”Martin: Nothing matches.
Frasier: Well, it’s a style of decorating – it’s called eclectic. The theory behind it is, if you have really fine pieces of furniture, it doesn’t matter if they match – they will go together.
Martin: It’s your money”.
Whilst ambling round the back of the Waterstones on Piccadilly recently, (like the bookish loner I am) I came across ‘American Modern’ a particularly smart coffee-table tome from American interior designer; Thomas O’ Brien. O’ Brien; who I was previously unaware of has made a career of translating regular notions of modernism into a generous array of styles that the lay person can attain easily within their own homes. He interprets a range of styles from casual to formal, primarily using recycled, salvaged pieces and vintage urban materials.
Much like Roman & Williams (who we previously featured here) O Brien’s style is defined by the link between traditional and modern. It is O’Briens belief that people are frequently afraid to experiment between styes, but they are consistently attracted to something other than what they currently live in. The traditionalist being drawn to modern things and the modernist craves a few antique touches. The breakthrough being that once attempted it is obvious that these elements can coexist and actually look better together.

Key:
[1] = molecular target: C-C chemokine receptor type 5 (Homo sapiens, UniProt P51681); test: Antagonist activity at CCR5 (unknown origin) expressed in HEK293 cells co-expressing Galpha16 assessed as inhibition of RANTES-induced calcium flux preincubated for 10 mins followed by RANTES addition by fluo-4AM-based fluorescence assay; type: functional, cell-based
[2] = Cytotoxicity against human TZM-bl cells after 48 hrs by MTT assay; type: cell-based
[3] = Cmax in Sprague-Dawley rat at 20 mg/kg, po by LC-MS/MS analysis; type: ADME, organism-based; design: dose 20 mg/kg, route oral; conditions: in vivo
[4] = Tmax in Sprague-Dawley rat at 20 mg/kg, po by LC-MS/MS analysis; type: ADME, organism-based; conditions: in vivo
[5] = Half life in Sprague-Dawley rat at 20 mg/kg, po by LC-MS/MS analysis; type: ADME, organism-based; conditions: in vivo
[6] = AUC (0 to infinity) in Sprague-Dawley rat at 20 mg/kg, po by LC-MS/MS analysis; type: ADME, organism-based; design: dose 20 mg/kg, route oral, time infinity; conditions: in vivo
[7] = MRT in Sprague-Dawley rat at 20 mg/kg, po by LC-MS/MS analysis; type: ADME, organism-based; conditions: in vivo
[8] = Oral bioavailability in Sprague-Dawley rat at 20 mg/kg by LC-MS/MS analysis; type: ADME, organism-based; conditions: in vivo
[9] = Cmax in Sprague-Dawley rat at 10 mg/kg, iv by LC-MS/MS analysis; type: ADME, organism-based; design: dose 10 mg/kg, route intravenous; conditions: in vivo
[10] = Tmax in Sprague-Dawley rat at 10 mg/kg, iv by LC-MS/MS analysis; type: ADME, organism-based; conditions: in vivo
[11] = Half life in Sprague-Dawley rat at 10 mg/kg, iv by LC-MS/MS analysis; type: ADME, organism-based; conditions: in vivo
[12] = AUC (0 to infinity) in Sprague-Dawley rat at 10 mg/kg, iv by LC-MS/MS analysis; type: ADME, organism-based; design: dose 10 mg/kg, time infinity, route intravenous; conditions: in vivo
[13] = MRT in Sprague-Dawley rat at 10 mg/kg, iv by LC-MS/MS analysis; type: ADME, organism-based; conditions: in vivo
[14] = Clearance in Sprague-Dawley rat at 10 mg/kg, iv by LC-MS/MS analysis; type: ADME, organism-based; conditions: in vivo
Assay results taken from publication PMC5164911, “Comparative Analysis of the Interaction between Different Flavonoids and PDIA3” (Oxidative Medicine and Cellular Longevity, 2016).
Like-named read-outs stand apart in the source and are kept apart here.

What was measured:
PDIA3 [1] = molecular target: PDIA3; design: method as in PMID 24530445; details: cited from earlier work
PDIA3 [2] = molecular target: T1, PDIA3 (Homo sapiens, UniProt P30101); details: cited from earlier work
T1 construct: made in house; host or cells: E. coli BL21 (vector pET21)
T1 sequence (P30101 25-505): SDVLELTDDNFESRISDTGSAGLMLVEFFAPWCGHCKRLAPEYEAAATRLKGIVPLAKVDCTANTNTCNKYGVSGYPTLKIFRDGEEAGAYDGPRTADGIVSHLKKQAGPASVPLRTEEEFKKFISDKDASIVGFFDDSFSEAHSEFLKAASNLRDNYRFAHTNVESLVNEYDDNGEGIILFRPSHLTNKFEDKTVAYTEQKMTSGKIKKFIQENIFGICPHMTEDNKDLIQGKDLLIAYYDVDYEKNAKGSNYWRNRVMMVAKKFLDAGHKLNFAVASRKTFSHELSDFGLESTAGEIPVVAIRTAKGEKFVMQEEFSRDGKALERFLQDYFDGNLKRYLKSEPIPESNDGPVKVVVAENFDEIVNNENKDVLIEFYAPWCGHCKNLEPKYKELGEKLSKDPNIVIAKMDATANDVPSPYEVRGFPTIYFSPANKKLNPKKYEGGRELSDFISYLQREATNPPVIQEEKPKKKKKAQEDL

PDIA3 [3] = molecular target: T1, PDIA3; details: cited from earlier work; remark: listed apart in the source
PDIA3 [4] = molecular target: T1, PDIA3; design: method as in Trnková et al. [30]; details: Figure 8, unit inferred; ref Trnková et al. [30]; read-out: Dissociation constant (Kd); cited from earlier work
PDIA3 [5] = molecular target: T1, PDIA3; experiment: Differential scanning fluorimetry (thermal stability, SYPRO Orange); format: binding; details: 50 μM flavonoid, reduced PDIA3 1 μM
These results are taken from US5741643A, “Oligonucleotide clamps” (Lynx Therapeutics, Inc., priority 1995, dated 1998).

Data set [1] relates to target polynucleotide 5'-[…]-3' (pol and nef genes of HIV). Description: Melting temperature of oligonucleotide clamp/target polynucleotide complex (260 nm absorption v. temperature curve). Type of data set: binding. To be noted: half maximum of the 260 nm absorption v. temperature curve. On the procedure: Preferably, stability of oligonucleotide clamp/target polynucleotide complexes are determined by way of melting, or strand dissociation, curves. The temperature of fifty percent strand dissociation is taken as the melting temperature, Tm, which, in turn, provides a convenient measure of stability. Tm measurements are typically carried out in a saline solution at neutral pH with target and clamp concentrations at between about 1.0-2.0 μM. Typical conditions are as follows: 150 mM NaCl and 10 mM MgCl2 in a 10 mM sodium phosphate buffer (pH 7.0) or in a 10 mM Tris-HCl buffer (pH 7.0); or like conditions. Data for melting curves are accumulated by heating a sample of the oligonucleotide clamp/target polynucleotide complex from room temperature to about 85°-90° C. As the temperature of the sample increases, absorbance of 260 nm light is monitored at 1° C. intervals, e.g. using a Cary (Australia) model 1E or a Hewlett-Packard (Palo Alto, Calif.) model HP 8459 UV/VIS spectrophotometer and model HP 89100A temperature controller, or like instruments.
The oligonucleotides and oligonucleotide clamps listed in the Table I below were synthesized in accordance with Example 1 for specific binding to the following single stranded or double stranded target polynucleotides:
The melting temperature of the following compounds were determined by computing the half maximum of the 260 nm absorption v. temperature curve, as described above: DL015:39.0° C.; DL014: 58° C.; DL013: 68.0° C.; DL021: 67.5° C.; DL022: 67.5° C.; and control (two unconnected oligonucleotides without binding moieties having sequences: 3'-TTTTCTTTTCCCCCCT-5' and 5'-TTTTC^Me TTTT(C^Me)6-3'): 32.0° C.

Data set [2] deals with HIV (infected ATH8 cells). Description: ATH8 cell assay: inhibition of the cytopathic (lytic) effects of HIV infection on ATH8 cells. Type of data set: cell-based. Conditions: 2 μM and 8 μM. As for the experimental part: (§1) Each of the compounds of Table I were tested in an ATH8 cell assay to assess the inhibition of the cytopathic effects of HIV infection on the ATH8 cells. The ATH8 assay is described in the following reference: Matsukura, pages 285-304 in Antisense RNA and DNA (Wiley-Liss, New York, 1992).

The book itself is broken down into chapters concerning separate visual styles (‘Traditional modern’,’Formal Modern’, ‘Vintage Modern’ etc) each subtly different but distinct enough for you to locate yourself within numerous pages of excellent photography (my own favourite is the ‘American Modern’ chapter). Each chapter describes a project which exemplifies this visual style, projects carried out by Aero; O’ Brien’s own design film.
There’s a practical charm to O’Briens work, it doesn’t require a large manor house, extensive budget or design know-how to achieve (which suits me).
Simple, generally inexpensive ideas such as framing posters & photo’s, re-upholstering used chairs and recycling old fittings are all staple practices of his work.
I leave you with some of the fine photography from ‘American Modern‘: